Stacks of Good Memories

Issue section: 
(288)

As a regular reader of Socialist Review I'm going to miss the monthly ritual of turning straight to the back page to read Pat Stack's column.

Like Paul Foot, whose untimely death we have sadly mourned this summer, Pat has the rare gift of making politics accessible, injecting wit, humour and passion into every column.

As a child of socialist parents, or a 'red diaper' as Pat would say, growing up in 1980s Britain it was precisely these qualities of passion and commitment, and the patience and clarity with which Pat brought Marxist politics to life, that helped to cement my own political convictions. We 'Thatcher's children' were meant to be completely self-seeking, share-owning proponents of capitalism. Some people were conned into buying the hype, the council homes and British Gas shares at first but have subsequently been betrayed as boom turned to bust.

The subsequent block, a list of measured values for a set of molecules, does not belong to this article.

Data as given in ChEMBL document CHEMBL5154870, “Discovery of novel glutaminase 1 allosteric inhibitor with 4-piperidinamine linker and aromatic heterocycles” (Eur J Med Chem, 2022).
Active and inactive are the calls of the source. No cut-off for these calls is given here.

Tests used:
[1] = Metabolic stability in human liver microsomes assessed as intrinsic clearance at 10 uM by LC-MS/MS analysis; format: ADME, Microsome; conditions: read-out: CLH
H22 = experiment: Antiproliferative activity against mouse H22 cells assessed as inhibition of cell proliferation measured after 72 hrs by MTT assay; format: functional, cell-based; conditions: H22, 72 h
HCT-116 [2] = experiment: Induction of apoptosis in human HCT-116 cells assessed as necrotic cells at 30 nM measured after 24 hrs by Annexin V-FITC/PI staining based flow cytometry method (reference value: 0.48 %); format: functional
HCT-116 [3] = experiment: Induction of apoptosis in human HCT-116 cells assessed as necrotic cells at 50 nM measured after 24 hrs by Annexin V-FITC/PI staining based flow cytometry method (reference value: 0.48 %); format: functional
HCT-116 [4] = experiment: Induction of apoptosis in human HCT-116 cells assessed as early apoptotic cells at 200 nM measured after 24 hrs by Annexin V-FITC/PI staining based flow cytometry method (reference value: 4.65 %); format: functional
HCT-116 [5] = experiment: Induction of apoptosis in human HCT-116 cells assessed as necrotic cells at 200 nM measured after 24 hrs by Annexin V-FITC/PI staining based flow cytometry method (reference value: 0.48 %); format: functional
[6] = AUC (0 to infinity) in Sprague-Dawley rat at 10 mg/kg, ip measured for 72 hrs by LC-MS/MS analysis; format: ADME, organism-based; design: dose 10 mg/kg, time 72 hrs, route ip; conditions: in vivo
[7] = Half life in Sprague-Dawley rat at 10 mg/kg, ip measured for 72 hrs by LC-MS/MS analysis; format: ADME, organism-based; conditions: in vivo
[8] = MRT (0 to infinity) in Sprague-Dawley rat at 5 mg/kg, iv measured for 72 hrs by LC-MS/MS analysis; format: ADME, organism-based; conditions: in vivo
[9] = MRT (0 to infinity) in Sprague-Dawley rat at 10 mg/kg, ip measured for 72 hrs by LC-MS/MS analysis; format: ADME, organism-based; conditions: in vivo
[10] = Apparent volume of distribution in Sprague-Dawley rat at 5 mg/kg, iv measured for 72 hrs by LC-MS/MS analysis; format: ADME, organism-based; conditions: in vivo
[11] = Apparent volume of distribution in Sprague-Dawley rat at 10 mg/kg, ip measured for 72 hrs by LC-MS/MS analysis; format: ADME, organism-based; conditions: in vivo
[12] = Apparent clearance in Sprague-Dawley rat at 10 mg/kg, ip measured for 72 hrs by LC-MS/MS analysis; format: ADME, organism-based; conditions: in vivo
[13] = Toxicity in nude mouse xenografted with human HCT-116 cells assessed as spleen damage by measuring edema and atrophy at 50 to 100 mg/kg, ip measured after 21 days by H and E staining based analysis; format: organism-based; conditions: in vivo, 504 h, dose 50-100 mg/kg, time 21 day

After finally getting rid of the Tories we were promised that things could only get better under New Labour. But instead Blair and Brown's first act was to hand even more control to the bankers with one hand and to introduce student loans with the other.

Throughout all of this time Pat's column has charted a political path of dissent and argued for a radical alternative.

As we enter perhaps uncharted territory with the unprecedented growth of the anti-war movement, and see the exciting possibilities of the World and European Social Forums combined with the ever more vicious attacks on ordinary people around the world, it'll seem strange not to have Pat's cutting analysis of events.

I should add that as a fellow Spurs and Dylan fan, unlike Pat's exasperated editor, I have also always been happy to indulge his excellent footballing and musical diversions.

I'm pleased to see that Pat's input will still feature elsewhere in SR and am delighted that he will have one final hurrah to mark Maggie's ultimate demise. Having grown up during her reign it hardly seems possible, but maybe now I'm looking forward to it even more.

Eve R Light
East London